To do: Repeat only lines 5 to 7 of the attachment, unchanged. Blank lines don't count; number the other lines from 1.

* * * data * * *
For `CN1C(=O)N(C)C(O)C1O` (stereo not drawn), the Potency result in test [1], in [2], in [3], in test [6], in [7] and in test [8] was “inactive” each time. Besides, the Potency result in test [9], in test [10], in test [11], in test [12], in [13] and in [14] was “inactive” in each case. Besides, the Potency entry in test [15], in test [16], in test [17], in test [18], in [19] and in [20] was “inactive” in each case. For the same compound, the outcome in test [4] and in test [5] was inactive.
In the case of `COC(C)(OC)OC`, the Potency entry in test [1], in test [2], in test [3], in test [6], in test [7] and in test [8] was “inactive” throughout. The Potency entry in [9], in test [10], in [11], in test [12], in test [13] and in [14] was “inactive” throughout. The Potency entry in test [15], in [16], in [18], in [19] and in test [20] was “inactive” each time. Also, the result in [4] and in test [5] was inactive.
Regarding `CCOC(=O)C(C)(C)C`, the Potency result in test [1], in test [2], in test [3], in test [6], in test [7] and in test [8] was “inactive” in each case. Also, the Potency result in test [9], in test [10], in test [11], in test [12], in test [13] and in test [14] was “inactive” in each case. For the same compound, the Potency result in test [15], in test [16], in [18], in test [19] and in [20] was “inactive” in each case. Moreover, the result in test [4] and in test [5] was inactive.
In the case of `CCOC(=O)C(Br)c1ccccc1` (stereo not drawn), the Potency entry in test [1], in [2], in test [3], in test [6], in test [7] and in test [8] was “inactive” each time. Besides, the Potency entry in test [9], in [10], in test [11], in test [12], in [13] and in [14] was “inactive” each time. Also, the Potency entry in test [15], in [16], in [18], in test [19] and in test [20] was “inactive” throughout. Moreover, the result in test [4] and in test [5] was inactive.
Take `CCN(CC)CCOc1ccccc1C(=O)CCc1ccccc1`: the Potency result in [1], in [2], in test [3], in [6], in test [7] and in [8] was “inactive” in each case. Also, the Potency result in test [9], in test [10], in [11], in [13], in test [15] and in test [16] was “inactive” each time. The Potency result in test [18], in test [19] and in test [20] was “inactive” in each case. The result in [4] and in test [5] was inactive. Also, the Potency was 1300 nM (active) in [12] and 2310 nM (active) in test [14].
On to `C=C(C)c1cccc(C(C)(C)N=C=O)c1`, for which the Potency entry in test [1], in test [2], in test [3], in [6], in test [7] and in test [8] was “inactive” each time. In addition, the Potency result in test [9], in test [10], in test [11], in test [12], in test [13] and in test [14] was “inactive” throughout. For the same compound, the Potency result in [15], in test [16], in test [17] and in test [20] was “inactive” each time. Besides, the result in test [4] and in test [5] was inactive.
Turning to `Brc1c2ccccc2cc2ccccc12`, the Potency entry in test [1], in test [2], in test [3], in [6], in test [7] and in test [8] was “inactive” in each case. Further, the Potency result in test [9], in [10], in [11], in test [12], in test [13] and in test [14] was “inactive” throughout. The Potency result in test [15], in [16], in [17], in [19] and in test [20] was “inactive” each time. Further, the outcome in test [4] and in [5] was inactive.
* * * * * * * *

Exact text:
Take `CCN(CC)CCOc1ccccc1C(=O)CCc1ccccc1`: the Potency result in [1], in [2], in test [3], in [6], in test [7] and in [8] was “inactive” in each case. Also, the Potency result in test [9], in test [10], in [11], in [13], in test [15] and in test [16] was “inactive” each time. The Potency result in test [18], in test [19] and in test [20] was “inactive” in each case. The result in [4] and in test [5] was inactive. Also, the Potency was 1300 nM (active) in [12] and 2310 nM (active) in test [14].
On to `C=C(C)c1cccc(C(C)(C)N=C=O)c1`, for which the Potency entry in test [1], in test [2], in test [3], in [6], in test [7] and in test [8] was “inactive” each time. In addition, the Potency result in test [9], in test [10], in test [11], in test [12], in test [13] and in test [14] was “inactive” throughout. For the same compound, the Potency result in [15], in test [16], in test [17] and in test [20] was “inactive” each time. Besides, the result in test [4] and in test [5] was inactive.
Turning to `Brc1c2ccccc2cc2ccccc12`, the Potency entry in test [1], in test [2], in test [3], in [6], in test [7] and in test [8] was “inactive” in each case. Further, the Potency result in test [9], in [10], in [11], in test [12], in test [13] and in test [14] was “inactive” throughout. The Potency result in test [15], in [16], in [17], in [19] and in test [20] was “inactive” each time. Further, the outcome in test [4] and in [5] was inactive.